Title: A Dragon for William
Author: Julie E. Czerneda
Publication Date: December 3, 2019
Genres: Epic Fantasy
It may not be a full-length novel, and it may be a side-story that doesn’t feature Jenn or Wisp, and it may take place outside the boundaries of Marrowdell, but A Dragon for William is still a welcome return to the fantasy realm of Julie E. Czerneda – and one that also works as a entry point into Night’s Edge for new readers who still have A Turn of Light & A Play of Shadow to discover.
At first glance, since it does take place outside Marrowdell, this presents as rather ordinary, a high fantasy tale of politics and family, rather than one of wonder and magic. It opens with talk of treaties, trade disputes, and trains, and then proceeds to pick up the story of Werfol and his family’s return to their summer estate, their real home having been lost to the treaty that divided Vorkoun. It doesn’t take long, however, for the layers beneath the story to emerge, revealing the magic of truedreams, dragons, house toads, and more.
A Dragon for William makes interesting use of the story within a story device as Werfol attempts to capture his dreams as a story. How and why he does so, and to what end, is not for me to say – unravelling that is very much a part of unravelling the story as a whole. What I will say is that I loved the contrast between the story of Werfol and the story by Werfol, and I was captivated by how and why such darkness came to cast a shadow over both tales.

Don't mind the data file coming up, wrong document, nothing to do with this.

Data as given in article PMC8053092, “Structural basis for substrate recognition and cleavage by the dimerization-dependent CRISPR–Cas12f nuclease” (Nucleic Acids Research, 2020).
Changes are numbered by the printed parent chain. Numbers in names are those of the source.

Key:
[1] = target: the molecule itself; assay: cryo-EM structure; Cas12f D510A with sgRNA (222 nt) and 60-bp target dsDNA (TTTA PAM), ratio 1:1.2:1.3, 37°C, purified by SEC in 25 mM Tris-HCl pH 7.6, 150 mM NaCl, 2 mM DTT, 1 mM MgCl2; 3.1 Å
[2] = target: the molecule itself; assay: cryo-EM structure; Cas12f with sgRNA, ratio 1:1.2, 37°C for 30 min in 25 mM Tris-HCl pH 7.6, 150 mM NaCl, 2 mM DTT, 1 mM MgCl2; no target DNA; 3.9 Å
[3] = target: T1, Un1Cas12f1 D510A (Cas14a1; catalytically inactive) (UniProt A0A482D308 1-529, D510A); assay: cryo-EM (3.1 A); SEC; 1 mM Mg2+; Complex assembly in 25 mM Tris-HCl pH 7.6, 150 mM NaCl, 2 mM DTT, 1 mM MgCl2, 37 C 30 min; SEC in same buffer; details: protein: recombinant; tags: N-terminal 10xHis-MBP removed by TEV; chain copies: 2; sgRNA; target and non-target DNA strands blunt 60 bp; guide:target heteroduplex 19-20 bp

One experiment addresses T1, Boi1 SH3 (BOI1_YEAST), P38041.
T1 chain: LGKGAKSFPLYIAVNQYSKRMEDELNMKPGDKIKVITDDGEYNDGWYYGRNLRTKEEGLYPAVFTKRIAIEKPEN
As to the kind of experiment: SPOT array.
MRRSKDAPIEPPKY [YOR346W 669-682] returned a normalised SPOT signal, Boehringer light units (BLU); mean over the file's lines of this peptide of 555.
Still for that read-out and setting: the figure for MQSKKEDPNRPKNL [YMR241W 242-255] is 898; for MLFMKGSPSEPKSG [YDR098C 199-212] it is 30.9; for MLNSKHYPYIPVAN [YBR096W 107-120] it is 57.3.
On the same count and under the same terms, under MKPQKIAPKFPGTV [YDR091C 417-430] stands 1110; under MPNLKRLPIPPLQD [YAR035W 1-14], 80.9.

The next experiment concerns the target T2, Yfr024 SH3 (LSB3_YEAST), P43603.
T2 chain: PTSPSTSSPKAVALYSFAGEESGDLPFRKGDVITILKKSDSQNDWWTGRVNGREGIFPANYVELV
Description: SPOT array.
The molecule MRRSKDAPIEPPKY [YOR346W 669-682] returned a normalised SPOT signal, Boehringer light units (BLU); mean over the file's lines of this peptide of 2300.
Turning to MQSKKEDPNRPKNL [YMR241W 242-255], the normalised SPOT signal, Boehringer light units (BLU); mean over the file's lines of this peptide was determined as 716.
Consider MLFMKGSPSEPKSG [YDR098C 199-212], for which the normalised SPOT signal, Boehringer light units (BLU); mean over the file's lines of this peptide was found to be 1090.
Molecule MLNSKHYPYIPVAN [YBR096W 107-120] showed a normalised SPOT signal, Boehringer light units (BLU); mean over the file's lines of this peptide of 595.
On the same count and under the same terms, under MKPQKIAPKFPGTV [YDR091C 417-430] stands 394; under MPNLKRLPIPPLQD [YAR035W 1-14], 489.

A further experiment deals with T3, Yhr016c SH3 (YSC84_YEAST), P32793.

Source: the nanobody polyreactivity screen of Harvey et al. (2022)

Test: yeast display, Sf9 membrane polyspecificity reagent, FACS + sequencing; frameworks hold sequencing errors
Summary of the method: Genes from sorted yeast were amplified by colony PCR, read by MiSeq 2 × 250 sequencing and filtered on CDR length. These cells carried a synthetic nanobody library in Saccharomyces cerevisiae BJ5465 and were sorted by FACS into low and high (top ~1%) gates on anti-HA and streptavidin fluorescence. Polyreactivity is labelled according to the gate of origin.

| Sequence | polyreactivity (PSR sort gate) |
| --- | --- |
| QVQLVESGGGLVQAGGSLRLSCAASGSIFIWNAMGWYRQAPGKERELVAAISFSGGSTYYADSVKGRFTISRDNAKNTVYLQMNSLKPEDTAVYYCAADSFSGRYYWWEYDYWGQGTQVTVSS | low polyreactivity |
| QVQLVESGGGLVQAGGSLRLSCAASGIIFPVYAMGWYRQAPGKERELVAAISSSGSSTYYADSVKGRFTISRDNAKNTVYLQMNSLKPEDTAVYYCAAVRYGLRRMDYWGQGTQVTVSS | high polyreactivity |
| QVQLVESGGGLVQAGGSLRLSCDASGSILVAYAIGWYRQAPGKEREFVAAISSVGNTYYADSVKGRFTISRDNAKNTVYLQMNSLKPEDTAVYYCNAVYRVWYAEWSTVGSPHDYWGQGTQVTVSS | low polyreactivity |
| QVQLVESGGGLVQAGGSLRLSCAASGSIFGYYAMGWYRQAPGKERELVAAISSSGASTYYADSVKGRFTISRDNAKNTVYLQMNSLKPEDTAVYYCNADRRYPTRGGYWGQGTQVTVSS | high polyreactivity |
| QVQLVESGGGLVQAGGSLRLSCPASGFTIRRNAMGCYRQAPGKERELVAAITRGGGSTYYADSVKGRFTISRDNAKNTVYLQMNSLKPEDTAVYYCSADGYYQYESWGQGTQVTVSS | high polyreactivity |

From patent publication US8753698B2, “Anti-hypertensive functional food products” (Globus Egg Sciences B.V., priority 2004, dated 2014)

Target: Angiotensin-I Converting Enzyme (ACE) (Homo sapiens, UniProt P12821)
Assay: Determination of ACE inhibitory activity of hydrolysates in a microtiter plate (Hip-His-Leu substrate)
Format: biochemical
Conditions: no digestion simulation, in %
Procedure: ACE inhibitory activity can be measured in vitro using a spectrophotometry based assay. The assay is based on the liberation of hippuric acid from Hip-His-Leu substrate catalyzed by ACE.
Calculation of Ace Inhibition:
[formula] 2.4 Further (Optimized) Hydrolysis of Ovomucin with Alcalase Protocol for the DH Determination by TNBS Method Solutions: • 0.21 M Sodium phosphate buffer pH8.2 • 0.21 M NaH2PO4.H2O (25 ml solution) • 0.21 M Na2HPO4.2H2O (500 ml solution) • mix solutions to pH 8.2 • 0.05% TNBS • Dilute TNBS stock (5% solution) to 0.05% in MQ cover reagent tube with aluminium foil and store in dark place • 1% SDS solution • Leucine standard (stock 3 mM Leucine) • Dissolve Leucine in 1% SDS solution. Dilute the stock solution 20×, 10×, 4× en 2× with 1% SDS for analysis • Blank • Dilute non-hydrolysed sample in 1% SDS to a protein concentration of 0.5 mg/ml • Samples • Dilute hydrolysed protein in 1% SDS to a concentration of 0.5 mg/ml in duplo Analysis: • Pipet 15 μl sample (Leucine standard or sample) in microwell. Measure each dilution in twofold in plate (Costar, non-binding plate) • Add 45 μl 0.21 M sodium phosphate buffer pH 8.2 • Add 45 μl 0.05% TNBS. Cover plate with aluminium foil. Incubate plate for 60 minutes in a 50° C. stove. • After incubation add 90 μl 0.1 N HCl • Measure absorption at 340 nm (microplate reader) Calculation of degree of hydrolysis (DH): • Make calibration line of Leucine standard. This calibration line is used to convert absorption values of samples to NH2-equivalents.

As was the case with the first two Night’s Edge novels, the narrative here is once again strong, different in tone and feeling than Czerneda’s science fiction, but with the same depth of character and emotion. She draws us into this family, invites us to appreciate their connections, and makes us care about their fate – which is not an easy thing to do when so much of the story is told from a child’s perspective.
A Dragon for William is a fantastic little fantasy all on its own, but it’s also an interesting addition to the Night’s Edge mythology, exploring more of the world outside Marrowdell. There is a surprising degree of dread to the tale, more tension than you might expect in something so short, but there are also moments of joy, as well as some pleasant surprises in the latter chapters to help provide balance. If you’re new to the world, you’ll want to keep exploring, and if you’re already a fan, this will remind you of just how much we’re longing for the next book.
Rating: ♀ ♀ ♀ ♀ ♀
P.S. Chancellor Rober Milne? Fantastic guy! Perhaps the best character in the entire saga . . . but I might be a tad biased. 🙂